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Owning a dog is nice, but not always easy

Owning a dog is nice, but not always easy Owning a dog is nice, but not always easy

Without car shows or parades this summer, I’ve spent more time sitting outside, reading and watching people walking their dogs. On a given evening, everything from a tiny Chihuahua to Great Danes will pass by.

I am not a dog owner now, but growing up in Dorchester, we always had a dog. Most were of the “mutt” variety, and I use that term most lovingly. Mutts can be very affectionate and loyal companions The first dog I remember having was a black mutt named Parachute. He was a wonderful, gentle dog who went with us when we went on Sunday drives. When we stopped for ice cream, he always got a cone too. His favorite flavor was vanilla.

I had a painful experience when I was quite young when I came home from school to find that Parachute had drunk some car antifreeze that he found in the garage. He suffered a very agonizing death, which taught me a valuable lesson about the correct way to store poisonous auto fluids.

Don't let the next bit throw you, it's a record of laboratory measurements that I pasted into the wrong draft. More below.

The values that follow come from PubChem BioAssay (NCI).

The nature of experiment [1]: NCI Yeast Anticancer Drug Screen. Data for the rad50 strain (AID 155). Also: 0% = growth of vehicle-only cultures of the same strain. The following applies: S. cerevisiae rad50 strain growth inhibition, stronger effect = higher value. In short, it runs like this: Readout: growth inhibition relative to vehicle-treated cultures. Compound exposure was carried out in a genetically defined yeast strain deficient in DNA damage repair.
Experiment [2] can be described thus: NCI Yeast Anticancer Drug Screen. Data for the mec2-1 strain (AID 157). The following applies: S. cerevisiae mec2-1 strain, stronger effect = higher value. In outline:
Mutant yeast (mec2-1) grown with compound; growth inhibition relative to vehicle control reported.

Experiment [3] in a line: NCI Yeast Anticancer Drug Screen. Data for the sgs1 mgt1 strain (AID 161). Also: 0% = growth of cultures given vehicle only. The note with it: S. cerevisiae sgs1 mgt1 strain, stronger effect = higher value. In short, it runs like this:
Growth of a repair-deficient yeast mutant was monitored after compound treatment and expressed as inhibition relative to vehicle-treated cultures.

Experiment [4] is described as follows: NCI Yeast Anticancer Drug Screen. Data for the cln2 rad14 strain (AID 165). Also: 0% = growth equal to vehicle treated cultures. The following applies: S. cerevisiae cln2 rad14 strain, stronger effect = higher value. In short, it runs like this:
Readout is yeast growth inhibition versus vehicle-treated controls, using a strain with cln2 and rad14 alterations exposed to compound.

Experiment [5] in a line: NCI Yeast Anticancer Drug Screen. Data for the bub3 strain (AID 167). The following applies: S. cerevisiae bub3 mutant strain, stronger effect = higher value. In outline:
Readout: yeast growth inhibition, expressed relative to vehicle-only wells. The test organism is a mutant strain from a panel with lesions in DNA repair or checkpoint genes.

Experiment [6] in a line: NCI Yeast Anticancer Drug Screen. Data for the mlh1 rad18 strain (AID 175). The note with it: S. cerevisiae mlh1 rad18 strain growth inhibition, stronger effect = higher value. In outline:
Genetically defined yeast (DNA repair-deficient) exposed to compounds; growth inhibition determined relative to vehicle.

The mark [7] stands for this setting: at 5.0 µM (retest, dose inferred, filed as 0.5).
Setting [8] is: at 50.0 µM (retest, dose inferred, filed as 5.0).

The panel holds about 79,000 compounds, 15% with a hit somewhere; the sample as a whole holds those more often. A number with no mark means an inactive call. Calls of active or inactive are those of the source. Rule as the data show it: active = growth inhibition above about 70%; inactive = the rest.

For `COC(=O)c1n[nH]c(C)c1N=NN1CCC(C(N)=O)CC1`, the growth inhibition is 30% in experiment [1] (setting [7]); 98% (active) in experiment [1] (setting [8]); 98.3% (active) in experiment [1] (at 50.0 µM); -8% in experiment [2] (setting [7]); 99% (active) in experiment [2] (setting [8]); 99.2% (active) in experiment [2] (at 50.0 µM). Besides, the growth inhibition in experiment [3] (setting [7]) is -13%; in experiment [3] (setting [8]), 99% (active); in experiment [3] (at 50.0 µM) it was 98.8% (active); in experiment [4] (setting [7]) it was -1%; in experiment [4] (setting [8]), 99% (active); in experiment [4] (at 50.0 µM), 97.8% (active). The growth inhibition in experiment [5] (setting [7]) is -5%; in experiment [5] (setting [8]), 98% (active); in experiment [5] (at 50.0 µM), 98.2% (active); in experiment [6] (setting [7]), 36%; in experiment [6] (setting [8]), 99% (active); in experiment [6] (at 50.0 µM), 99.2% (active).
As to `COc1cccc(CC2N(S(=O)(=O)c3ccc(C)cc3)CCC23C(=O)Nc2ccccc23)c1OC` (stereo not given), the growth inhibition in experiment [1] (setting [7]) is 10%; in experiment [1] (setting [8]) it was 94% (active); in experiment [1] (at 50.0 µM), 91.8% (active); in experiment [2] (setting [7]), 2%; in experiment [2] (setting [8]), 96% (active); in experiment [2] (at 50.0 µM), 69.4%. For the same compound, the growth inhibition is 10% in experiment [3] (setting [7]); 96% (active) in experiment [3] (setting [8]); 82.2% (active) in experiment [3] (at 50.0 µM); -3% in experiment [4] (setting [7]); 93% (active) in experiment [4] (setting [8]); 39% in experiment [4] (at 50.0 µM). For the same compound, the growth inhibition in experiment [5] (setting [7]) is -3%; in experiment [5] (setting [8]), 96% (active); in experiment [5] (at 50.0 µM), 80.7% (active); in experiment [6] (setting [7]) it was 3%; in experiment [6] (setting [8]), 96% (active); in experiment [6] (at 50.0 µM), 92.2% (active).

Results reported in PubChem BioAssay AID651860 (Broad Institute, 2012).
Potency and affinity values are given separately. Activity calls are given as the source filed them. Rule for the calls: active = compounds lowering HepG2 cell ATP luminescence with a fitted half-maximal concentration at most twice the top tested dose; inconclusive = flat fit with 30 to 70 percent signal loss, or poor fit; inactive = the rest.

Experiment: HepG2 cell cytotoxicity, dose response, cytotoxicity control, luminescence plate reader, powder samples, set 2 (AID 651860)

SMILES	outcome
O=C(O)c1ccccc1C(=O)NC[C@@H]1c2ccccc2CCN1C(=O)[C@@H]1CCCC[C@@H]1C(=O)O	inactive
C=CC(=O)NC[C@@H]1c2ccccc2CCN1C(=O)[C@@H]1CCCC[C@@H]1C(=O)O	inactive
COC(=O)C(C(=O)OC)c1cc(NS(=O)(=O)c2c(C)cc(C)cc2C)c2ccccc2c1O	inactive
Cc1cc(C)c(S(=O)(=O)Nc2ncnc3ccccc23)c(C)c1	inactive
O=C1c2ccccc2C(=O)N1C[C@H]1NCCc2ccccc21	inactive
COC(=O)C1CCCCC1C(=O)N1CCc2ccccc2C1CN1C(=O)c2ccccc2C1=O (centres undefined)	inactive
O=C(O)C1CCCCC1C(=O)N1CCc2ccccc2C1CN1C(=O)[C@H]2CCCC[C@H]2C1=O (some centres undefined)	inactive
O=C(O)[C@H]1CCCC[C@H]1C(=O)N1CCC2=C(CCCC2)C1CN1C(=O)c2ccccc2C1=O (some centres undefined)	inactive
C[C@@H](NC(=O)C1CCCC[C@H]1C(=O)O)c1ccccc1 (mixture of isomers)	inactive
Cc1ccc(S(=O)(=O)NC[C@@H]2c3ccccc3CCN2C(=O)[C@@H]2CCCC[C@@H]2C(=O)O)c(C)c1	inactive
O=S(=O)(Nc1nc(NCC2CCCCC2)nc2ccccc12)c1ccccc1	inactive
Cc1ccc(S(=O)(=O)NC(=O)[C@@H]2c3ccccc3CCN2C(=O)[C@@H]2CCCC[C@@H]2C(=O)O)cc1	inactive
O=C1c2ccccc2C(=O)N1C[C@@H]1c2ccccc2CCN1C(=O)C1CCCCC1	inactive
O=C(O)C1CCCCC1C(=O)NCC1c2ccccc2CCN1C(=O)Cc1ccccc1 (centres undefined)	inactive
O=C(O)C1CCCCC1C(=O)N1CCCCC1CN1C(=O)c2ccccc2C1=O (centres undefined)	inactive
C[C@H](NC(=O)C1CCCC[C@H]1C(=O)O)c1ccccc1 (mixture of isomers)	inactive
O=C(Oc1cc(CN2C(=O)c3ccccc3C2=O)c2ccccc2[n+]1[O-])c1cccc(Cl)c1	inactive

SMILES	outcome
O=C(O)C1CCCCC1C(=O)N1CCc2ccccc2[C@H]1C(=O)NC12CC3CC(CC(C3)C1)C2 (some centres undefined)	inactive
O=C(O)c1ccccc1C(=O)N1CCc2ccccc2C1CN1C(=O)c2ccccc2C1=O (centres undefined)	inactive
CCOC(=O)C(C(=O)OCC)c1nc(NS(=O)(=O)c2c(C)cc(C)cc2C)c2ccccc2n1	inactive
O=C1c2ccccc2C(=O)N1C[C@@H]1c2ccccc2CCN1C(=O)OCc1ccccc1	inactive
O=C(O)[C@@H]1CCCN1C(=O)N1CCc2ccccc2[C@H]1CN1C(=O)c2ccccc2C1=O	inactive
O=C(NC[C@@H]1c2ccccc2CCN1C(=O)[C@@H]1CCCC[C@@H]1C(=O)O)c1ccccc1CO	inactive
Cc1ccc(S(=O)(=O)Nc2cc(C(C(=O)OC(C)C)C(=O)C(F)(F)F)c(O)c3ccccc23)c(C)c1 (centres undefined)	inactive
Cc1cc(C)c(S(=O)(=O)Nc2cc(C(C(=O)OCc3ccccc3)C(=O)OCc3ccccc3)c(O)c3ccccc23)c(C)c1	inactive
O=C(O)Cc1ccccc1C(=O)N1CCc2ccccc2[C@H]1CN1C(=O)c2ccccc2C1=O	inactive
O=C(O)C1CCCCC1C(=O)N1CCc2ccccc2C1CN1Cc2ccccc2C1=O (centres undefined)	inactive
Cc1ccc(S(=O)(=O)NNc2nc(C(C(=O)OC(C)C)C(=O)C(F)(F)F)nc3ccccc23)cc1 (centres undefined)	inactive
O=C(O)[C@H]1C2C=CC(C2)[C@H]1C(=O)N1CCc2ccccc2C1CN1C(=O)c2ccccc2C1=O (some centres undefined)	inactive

Our next dog was Wimpy. On Sundays, wewouldtakehimforarideinthe country. After a few miles, we would let Wimpy out of the car. He loved to run loose behind the car as my dad drove slowly. One Sunday, while doing this, we suddenly heard what sounded like a gunshot. My dad stopped the car, and Wimpy was gone. We went to the nearby farm where we found a man holding a rifle. He admitted to shooting Wimpy because he had killed some chickens. He threatened to shoot my dad if we did not leave. Fortunately, we found Wimpy. He was injured but he did make a full recovery.

The last dog we had was a beautiful beagle named Skipper. However, he also caused some rather serious trouble. One day he got loose and killed quite a number of a neighbor’s chickens. But, he was an understanding man. Knowing my mother did not have the money to pay for his chickens, he turned his loss into his insurance company and soon forgot the incident. We also tried having rabbits at one time, but that did not work out too well either. We went on a short trip one summer and when we returned, we found all our rabbits had been killed by a weasel.

I have not had a dog now for almost fifty years, but my wife and I have had three cats. Our first lived to be nineteen, the second lived to be seventeen, and our current cat is nine. And I can honestly say, none of them has ever killed a chicken.

Ken Anderson, the “Mayberry Guru,” can be reached at and www.themayberryguru.